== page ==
Not "Back in the USSR"tags: Russia, Putin, Crimea, Hooper
Cynthia V. Hooper is an Associate Professor of Soviet and Post-Soviet History at College of the Holy Cross and an affiliate at Harvard University's Davis Center for Russian and Eurasian Studies. She is currently completing a book entitled Terror From Within: Policing the Soviet Powerful, Under Stalin and Beyond.
Twenty years ago, when I was learning Russian one summer in St. Petersburg, I managed to lure both my best friend from college and my “little sister” from my local host family on a spontaneous and, in hindsight, somewhat ill-conceived trip to the middle of Siberia. My friend Mimi, who had prepped for her high-culture sojourn in the “Venice of the East” with Aleksandr Pushkin’s “Bronze Horseman” and a biography of Peter the Great, looked stunned when I first made the suggestion that we toss out the tour guides and head off for Lake Baikal. My explanation that it was the deepest lake in the world left her unimpressed. “Well, first of all,” she said “I grew up in Chicago – I’ve seen a lot of big bodies of fresh water in my time. Now I come all the way over here and you want me to get on another plane and fly another 12 hours, just to go see a new one?”
“Besides,” she added, as an afterthought. “Isn’t Siberia where people get exiled? Isn’t it cold there? Doesn’t everyone want to leave?”
“Mimi,” I said, rolling my eyes in condescension. “That’s just in winter. This is summer.” I waved my fist in her face, excitedly. “Look! They are going to have strawberries there as big as my hand!”
Eventually the three of us raced to the airport, to catch one of the then only twice-weekly planes. I carried a plastic bag stuffed with rubles to pay for our tickets in one hand, and a near-identical bag stuffed with our dinner, fried fish patties and a jar of eggplant spread, in the other. I felt a slight qualm when I saw the plane, a tiny, rusty machine that looked, to my unpracticed eye, as if it could have seen combat in World War Two. Another chill when I realized that my rudimentary Russian skills could, possibly, have led me to squander our entire stockpile of cash on three “one-way” tickets, instead of “round-trip” ones. And a final shock of horror when we landed, and I didn’t see any strawberries.
A very, very long bus ride later, we were dropped off at the side of a lake, quite literally in the middle of nowhere. We hiked up a mountain where, thirsty and desperate, we knocked on a lone cabin door and asked the bushy-bearded artist who answered if we could sleep in a shed in his backyard. When we subsequently enquired if he knew where we could, say, buy some potatoes, he shrugged his shoulders and pointed at his garden. “Go dig,” he replied, and shut the door. While Mimi and I wandered around in shock, staring at an indeterminate mass of leafy green vegetation, Masha found the potatoes and showed us how to extract them. We proceeded to roam through the surrounding woods collecting mushrooms, which Masha unerringly sorted into “edible” and “fatally poisonous” piles. By the time we stumbled upon three boys, building another cabin, Mimi was, albeit grudgingly, speaking to me again. They had a guitar, and vodka, and matches, and knew how to build campfires and wanted to hear all about America. So we cooked the potatoes and mushrooms and began our Lake Baikal adventure.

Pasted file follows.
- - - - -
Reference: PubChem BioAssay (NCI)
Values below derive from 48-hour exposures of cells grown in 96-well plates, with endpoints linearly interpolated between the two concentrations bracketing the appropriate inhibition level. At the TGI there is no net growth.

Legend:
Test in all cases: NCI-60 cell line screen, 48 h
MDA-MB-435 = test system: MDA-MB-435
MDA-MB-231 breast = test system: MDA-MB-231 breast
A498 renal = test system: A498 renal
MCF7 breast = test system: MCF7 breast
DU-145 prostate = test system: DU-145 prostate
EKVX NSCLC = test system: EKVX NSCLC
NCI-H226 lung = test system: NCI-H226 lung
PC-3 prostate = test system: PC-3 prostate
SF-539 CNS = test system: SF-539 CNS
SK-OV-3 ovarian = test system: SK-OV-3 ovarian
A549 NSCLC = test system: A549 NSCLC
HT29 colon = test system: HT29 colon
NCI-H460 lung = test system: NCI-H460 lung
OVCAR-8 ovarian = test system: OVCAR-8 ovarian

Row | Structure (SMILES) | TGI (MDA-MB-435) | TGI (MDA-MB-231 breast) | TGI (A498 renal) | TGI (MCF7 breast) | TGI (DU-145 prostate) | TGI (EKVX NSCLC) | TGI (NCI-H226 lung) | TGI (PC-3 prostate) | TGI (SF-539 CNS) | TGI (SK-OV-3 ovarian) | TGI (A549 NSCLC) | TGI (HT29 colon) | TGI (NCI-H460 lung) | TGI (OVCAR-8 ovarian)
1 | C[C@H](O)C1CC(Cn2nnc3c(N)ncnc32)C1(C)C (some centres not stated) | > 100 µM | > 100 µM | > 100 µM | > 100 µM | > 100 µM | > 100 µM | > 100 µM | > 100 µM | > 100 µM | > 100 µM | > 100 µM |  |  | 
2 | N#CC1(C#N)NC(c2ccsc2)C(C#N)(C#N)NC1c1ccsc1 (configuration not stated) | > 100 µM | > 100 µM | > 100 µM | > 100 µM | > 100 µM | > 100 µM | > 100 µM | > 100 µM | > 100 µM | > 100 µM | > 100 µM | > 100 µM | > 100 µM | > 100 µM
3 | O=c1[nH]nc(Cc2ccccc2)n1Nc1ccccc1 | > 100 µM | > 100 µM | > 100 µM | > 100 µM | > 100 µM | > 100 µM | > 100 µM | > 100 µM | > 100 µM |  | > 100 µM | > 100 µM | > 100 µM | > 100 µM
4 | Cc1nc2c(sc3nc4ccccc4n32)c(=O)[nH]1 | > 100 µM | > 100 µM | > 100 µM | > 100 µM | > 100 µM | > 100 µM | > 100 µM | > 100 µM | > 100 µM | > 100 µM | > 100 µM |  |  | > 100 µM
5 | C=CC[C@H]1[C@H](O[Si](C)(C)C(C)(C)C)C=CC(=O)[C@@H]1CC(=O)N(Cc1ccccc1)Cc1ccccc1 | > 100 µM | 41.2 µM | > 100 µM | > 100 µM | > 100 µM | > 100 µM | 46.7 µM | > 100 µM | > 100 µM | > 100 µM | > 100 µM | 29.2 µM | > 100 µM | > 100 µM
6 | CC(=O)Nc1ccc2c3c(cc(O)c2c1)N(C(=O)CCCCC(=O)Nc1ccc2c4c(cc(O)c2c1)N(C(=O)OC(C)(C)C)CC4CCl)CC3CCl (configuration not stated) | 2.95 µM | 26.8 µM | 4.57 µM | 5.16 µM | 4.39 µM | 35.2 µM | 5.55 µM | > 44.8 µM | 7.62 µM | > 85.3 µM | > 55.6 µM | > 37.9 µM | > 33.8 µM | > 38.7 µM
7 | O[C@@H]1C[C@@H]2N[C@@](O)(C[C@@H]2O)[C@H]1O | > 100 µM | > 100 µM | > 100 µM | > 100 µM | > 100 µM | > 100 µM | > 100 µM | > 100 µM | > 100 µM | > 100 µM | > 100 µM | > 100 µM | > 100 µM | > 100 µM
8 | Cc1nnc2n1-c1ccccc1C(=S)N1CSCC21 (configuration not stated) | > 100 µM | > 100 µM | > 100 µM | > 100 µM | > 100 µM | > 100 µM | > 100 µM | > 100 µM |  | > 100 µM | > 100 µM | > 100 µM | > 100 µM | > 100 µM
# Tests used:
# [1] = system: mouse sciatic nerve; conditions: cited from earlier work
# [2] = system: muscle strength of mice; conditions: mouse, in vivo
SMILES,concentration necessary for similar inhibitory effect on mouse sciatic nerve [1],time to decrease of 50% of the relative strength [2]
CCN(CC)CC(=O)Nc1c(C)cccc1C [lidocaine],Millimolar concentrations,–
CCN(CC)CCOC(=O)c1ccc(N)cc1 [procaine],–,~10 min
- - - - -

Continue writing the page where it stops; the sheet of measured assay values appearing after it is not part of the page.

Today Masha is a literature professor, cool and poised, fluent in English, with a two-year-old daughter and a propensity not to mince words. She tells me about not only the best Russian books, but also the most hilarious British sitcoms (“Coupling” was one outstanding recommendation). But these days, her emails have a more somber tone, describing the situation in Ukraine and what she calls the “hysterical, chauvinistic and mendacious propaganda” in contemporary Russian media. Her disillusionment has deepened day by day. At the end of February, less than a week after former Ukrainian president Viktor Yanukovich fled his country, she noted:
“While writing this letter I’m watching the news about Ukraine. We don’t know the real situation there; we don’t get any objective information, so it’s difficult for me to comment on the issue. I personally supported the protesters, but there were so many different people on Maidan, some of them were nationalists. As for the Crimea, you probably know that the majority of people there (apart from the Crimean Tatar community) are very pro-Russian. That’s why they don’t support the new Ukrainian government. I just hope that we are not going to interfere in this chaos in any way. Though we have already done this when we let Yanukovich come to Russia. Such a silly step of our authorities.”
Less than two weeks later, she sounded significantly more agitated, commenting on how, after the Winter Olympics, “any kind of demonstrations against anything are virtually banned and people get either arrested or fined for taking part in them.”